The Border Collie is a herding dog that originates from the English-Scottish border region. They are descendants of the landrace collies from the British Isles and were developed to herd livestock, mostly sheep. Border Collies are bred to have a very intense work ethic and they strive to always have a job to do. Most of the Border Collies today have bloodlines that can be traced back to a dog named Old Hemp. The term Border Collie was first used in 1915 to distinguish them from the traditional Collie. Today, the Border Collie is most commonly used a companion animal.
The Border Collie is widely considered possibly the most intelligent of all the dog breeds. Besides being incredibly smart, they are also energetic, athletic and playful. They are best suited pets for families that are active and enjoy spending a significant amount of time exercising them.
Like all working breeds, Border Collies retain the traits needed for the job they were created to do. This means that despite proper training and socialization, they may still exhibit behaviors we consider unwanted in a non-working home environment. Border Collies maintain their natural herding instincts which often do not make them suitable pets for households with small children. They are known to nip at the feet and legs of children in order to herd them. Most parents are not appreciative of these herding behaviors and often choose to rehome the dog. Border Collies get along well with other animals, but may try to herd them which can cause conflict. Border Collies are welcoming to strangers, but may have the desire to herd houseguests. While Border Collies may not mind living with other family pets, other family pets may not enjoy living with a Border Collie. Border Collies should not be trusted with small animals that could be potentially be injured from their herding behaviors. Caution should always be taken when they are around these animals. Some Border Collies may adjust to not herding their families, but this instinct is intense and may be hard to control. Due to their breed history, Border Collies are often sensitive to motion and may chase things, such as cars. It’s important to understand that this has nothing to do with ‘dominance’ or ‘prey drive’, but with the genetic endowment of the sheep herder.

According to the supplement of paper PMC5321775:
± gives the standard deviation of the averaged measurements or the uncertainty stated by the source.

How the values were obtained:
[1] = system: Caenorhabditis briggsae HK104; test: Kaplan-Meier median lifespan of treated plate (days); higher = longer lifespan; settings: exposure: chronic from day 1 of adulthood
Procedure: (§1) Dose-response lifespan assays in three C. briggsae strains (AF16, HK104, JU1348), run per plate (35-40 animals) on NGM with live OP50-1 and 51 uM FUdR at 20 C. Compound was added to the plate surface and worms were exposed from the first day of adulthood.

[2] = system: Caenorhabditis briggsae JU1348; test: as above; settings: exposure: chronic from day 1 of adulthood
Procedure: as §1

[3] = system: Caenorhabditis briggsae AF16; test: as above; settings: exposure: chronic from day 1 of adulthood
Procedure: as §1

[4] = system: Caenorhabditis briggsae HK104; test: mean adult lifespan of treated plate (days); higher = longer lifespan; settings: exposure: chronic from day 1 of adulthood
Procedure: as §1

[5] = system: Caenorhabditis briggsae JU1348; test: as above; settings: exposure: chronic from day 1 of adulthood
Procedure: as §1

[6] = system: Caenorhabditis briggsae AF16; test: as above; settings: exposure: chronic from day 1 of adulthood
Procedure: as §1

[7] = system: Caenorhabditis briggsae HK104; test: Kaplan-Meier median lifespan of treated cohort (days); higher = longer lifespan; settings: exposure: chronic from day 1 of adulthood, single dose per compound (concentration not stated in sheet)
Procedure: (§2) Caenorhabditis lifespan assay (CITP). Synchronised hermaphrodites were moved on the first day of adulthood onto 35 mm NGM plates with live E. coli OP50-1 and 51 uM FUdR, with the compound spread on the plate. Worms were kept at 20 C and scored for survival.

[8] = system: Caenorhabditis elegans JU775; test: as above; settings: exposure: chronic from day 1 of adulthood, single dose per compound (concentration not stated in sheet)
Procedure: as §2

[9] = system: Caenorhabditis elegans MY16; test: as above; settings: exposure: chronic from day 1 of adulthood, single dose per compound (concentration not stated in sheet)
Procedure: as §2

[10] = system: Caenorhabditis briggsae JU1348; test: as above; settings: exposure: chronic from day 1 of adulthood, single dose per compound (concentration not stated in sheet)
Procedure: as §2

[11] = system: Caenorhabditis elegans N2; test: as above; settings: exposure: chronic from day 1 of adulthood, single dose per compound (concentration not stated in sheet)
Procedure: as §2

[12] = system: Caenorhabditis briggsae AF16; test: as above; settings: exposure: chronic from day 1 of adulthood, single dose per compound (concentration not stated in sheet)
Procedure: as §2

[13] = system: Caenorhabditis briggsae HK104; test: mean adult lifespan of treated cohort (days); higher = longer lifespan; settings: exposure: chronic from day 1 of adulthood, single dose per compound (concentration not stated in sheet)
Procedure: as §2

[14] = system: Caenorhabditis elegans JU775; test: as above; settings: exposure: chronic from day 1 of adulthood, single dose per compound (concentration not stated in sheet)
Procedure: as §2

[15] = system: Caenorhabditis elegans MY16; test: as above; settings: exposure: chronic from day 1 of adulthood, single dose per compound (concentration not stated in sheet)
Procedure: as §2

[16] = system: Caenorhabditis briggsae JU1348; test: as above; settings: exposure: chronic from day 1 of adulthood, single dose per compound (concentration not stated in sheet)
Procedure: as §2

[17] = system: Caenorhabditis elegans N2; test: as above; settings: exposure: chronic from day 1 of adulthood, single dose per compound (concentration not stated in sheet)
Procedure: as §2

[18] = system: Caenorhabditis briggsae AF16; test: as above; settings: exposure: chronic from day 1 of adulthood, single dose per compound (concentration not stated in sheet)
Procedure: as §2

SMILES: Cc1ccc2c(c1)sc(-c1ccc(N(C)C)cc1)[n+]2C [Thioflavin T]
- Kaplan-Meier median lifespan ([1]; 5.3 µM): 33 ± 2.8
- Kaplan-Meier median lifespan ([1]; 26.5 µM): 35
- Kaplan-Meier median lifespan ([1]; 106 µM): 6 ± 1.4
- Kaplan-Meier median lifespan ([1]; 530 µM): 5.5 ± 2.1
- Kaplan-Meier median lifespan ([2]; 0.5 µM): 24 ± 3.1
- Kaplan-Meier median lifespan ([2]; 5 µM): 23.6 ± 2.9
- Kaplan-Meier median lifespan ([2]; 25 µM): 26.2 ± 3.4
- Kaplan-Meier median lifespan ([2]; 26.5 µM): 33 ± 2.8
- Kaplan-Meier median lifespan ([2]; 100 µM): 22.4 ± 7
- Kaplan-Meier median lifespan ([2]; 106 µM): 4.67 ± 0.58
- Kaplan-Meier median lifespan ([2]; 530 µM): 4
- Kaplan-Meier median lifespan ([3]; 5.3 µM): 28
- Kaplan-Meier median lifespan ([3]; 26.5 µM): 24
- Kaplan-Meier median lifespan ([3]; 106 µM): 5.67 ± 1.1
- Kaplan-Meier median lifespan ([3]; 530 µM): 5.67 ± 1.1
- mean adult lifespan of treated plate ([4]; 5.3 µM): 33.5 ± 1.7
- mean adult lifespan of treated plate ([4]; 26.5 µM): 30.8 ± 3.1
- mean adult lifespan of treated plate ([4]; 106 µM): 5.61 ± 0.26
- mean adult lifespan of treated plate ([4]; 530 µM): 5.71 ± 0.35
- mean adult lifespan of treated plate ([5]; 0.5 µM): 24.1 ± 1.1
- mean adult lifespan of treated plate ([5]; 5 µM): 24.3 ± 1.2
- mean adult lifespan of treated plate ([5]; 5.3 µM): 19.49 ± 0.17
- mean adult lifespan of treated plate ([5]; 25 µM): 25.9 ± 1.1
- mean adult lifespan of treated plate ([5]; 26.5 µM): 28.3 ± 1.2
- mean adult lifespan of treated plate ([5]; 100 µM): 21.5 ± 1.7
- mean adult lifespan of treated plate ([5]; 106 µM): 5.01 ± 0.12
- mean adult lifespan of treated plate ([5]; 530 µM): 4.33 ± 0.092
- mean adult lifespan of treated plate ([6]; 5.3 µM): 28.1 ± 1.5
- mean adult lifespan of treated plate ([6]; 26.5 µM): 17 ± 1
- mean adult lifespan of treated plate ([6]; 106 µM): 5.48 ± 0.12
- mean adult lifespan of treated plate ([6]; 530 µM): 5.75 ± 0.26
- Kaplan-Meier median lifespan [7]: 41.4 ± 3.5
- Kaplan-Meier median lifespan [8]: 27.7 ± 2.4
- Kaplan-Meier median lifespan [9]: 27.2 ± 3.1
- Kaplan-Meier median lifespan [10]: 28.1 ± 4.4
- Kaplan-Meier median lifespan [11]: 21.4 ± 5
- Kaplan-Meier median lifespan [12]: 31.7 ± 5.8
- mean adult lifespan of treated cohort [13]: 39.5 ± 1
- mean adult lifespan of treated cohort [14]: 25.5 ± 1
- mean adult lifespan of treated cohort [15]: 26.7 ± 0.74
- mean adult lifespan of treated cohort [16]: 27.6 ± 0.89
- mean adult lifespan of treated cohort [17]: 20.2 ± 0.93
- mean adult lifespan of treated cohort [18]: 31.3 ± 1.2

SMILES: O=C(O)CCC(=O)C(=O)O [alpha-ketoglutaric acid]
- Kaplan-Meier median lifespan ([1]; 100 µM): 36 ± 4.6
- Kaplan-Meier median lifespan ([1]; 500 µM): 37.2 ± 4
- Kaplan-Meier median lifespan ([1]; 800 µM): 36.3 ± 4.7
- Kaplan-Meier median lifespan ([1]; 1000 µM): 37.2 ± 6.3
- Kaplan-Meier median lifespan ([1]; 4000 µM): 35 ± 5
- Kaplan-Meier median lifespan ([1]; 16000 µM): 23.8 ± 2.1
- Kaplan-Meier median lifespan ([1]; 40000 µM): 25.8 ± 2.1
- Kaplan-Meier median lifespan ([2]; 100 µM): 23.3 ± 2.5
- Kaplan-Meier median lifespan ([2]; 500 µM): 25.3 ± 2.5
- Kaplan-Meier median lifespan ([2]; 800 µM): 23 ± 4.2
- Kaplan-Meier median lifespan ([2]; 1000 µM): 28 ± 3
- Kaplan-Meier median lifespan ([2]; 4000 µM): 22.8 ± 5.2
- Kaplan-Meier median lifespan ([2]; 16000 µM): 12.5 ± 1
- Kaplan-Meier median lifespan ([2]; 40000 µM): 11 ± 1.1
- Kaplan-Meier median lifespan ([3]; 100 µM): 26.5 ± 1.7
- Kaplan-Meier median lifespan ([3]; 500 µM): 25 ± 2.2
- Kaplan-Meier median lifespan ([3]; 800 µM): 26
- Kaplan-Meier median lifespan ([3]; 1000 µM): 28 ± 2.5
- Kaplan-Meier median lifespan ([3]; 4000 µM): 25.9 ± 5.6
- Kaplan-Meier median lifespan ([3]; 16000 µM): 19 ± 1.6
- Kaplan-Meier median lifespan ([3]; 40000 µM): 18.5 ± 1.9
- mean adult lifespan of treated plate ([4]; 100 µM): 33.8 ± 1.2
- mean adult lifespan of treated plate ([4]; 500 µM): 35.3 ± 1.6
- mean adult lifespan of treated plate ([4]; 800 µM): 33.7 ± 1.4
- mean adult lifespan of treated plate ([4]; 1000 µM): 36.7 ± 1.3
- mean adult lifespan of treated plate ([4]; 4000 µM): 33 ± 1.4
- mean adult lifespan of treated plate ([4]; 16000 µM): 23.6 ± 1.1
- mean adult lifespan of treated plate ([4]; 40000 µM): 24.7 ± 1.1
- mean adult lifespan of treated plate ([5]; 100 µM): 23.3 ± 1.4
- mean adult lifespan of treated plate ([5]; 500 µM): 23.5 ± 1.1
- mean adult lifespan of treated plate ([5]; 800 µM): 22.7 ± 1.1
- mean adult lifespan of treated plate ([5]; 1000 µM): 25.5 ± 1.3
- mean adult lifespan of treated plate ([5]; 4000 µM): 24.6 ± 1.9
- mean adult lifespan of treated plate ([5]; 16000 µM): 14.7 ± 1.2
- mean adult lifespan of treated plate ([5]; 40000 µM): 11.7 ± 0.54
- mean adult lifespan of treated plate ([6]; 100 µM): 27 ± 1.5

Border Collies extremely active dogs and require regular daily exercise to stay physically and mentally healthy. If they do not get enough exercise and stimulation they may become bored and nag you constantly to do something fun with them. Some Border Collies will develop neurotic behaviors if their needs are exercise needs are not met. Owner must be dedicated to spending several hours a day exercising their Border Collie. Border Collies enjoy participating in activities such as agility, competitive obedience, Frisbee, Flyball, sheepdog trials, and performing tricks. Border Collies continue to be very active indoors and often do best with large yards to be active in.
The Border Collie’s superb intelligence makes it one of the most highly trainable dog breeds. They have the perfect combination of brains, energy, and work ethic. They can be trained to do everything from tricks to police work. They love to do any activity and will always give their 100%. Border Collies have been bred to work cooperatively in pairs or groups, so they are highly social. Owners who believe in ‘dominance’ theory will baffle and even frighten this breed. Border Collies are prone to developing fear problems and even fear aggression if harsh or punitive training methods are used. It’s an absolute to build your relationship with the Border Collie based on trust and to use only positive training methods.
Bred for centuries to work to the shepherd’s whistle and voice, Border Collies can be unusually sensitive to sounds. They can develop noise phobias (fear of fireworks, thunderstorms, marching bands and the like). The Border Collie benefits from early socialization because it helps reduce shyness and prevents them from developing fear issues.
Border Collies require regular brushing to keep their coats healthy. They are average shedders, but may require more brushing when their undercoat sheds. The Border Collie is prone to medical issues such as epilepsy, hip dysplasia, Collie Eye Anomaly, deafness, and allergies. Some dogs may carry a gene that makes them very sensitive to certain drugs. The breed typically weighs 30-45 lbs and has a lifespan of 12-15 years.